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Table 1 Summary of the four main barriers to recruiting psychosis carers

From: Barriers to recruiting and retaining psychosis carers: a case study on the lessons learned from the Caring for Caregivers (C4C) trial

BarrierSummarySuggested approach to minimise impact
Poor relationships with mental health cliniciansA negative relationship with the referring clinician is likely to make the carer less receptive to the research studyTarget those services that are carer friendly
Conflicting with the care recipient’s needsIf the care recipient does not approve of the study then it can make it difficult for the carer to be involvedBe transparent about the details of the project with any care recipients that make contact, while protecting participant confidentiality
Make study documentation available to the care recipient
Use terms such as ‘family and friends’ instead of carer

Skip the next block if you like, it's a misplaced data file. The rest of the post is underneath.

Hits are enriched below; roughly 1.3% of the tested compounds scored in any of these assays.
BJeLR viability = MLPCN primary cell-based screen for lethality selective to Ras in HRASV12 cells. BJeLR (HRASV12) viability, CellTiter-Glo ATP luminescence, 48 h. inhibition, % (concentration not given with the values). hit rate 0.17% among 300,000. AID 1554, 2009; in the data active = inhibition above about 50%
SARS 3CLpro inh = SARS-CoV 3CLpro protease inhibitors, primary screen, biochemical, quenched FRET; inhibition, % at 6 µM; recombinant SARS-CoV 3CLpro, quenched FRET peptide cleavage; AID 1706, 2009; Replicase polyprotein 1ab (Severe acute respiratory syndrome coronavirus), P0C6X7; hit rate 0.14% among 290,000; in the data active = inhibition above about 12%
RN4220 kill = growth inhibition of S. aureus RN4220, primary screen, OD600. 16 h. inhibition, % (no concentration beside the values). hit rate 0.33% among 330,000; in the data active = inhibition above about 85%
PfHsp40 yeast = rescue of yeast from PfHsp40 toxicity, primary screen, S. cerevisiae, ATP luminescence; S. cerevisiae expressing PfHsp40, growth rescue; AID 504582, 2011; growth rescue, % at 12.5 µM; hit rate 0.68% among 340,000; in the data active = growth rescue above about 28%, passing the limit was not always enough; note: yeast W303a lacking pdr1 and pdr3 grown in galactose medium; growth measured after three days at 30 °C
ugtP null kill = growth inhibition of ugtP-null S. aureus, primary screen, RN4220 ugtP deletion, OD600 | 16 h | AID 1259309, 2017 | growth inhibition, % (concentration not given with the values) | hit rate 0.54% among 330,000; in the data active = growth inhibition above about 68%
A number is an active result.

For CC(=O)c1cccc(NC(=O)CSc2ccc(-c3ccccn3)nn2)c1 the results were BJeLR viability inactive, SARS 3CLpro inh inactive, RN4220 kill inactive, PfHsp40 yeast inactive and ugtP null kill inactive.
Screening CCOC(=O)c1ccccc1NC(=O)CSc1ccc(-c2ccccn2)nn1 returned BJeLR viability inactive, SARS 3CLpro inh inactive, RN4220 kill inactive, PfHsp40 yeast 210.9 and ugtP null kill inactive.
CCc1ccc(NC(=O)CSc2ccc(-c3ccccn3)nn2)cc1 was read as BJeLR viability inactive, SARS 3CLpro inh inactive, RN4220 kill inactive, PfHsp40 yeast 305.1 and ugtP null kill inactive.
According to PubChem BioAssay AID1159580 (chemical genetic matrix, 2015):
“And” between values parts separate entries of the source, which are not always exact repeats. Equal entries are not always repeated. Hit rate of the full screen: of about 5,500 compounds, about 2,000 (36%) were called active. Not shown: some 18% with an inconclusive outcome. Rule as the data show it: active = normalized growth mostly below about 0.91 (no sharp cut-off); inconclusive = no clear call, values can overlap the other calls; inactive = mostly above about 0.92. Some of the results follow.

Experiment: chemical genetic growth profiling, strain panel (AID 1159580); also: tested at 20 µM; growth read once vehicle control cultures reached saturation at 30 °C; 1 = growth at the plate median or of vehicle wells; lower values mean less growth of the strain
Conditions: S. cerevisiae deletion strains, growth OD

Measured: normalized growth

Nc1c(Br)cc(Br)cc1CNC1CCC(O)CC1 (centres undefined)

Lack of spare time
 Carers’ frustration at the delay between research and implementationResearch takes time, but carers are looking for immediate solutions to their problemsKeep carers updated about the progress of the study
Develop a clear and realistic dissemination and implementation plan, ideally with input from a lived experience group
 Impact of caregiving demandsIt can be difficult to balance the time commitment involved in caring and being a research participantMake the study design flexible and pragmatic to accommodate for the demands of caring
Minimise the burden of the research on participants, for example keeping questionnaires short
Allow for generous attrition rates (i.e. > 33%) in sample size calculations
Lack of services for mental health carersCarers can be hard to reach as the usual means of advertising clinical trials are not availableBe creative in how you promote the research study, beyond the strategies usually employed in clinical trials
Consider making relationships with and promoting your project in settings beyond healthcare services
Encourage snowball recruitment